There is a saying: “it takes money to make money.” How do you know if you are making money? And will you have money next month? In this blog post, I discuss the difference between revenue, profit and cash flow.
Revenue, also called sales or income, is the gross amount invoiced to customers or clients.
Increasing revenue is one sign of a healthy, growing business, but not the whole picture. Selling more of an unprofitable product is generally a bad idea.
Salespeople focus on revenue.
Profit is better than revenue, because profit includes the effect of expenses. Profit provides a better picture of the success of your business and your overall ability to keep costs down and grow revenue.
If your revenue is increasing but your profit is dropping or negative, something may be wrong. Review how much money you are spending on customer acquisition, overheads, and product/service delivery costs compared to your revenue.
Larger corporate businesses, and their investors and lenders, often focus on profit.
Owners of small-to-medium businesses (should!) focus on cash flow, especially if their business is growing.
Cash flow is best because it is the major indicator of the ongoing health of the business. Without positive cash flow, a business will eventually run out of money and close.
Cash flow is also a more ‘real’ result than profit. A business can show profit but still be forced to close if there is no cash to pay suppliers, staff or lenders.
The differences between profit and cash flow are usually hiding on the Balance Sheet, for example:
- Accounts receivable or debtors: when a sale to a customer is recorded as revenue before the customer pays, that increases the business’ profit but not cash.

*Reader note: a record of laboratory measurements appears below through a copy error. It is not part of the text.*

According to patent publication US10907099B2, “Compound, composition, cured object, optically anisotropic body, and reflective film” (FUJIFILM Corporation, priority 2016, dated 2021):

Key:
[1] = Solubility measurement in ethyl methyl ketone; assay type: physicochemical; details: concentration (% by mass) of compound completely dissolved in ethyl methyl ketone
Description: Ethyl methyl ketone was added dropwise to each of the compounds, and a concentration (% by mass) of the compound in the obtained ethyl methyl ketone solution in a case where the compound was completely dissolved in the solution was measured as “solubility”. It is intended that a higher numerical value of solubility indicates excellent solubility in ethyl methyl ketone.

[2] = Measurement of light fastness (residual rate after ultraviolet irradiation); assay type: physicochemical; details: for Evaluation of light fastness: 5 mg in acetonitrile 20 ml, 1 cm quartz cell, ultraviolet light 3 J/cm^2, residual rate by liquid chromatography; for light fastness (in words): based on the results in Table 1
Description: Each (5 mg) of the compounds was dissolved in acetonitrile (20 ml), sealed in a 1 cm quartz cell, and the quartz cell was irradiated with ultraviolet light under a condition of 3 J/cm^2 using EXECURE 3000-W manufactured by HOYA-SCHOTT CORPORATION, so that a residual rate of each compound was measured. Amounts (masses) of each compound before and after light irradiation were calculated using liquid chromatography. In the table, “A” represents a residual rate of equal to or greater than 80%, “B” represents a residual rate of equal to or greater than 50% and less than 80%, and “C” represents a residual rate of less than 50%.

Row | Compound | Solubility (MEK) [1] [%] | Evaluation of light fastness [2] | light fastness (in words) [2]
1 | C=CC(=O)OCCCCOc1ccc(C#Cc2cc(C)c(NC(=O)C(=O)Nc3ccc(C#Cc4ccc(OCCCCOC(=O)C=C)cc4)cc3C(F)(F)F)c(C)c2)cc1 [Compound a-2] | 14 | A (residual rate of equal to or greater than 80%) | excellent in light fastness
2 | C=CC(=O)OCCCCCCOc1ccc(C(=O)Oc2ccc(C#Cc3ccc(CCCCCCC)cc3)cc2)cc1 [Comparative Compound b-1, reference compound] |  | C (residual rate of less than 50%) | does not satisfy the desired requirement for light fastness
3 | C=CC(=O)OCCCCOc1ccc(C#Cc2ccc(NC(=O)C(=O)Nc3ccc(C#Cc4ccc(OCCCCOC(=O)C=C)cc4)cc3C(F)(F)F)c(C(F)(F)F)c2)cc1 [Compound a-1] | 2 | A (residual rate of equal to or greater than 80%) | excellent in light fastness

- Fixed assets: purchases of assets do not appear in the profit calculation, except as a depreciation expense split over multiple years. The cash has been spent, but the profit hasn’t been reduced by the same amount.
- Accounts payable or creditors: outstanding bills from a prior period will not appear as expenses in the current period, so they won’t have an effect on the current period’s profit, but they require cash now to pay them.
- Loan balances: only the interest portion of loans reduces your profit, but the whole repayment reduces cash.
- Taxes: prepaid tax instalments do not show up on the profit and loss, and some simple profit and loss statements do not show income tax at all.
- Owner drawings and shareholder/beneficiary loans: depending on how you withdraw funds from your business, that reduction in cash may not appear in the profit calculation.
Timing and Cash Flow Forecasts
Another reason why cash flow is best: timing. Your business needs cash by specific deadlines, e.g. bill due dates, payroll runs, and automatic debits for loan repayments.
To see if cash will arrive on time, use a cash flow forecast.
A cash flow forecast (or ‘cash flow projection’) shows cash coming in and cash going out of the business, for the future weeks or months, broken down into useful categories. At the bottom of each weekly/monthly column is the net cash flow for that period, plus an estimate of the hopefully-positive closing bank balance.
I have prepared some cash flow forecast templates as an example. To download copies, click here.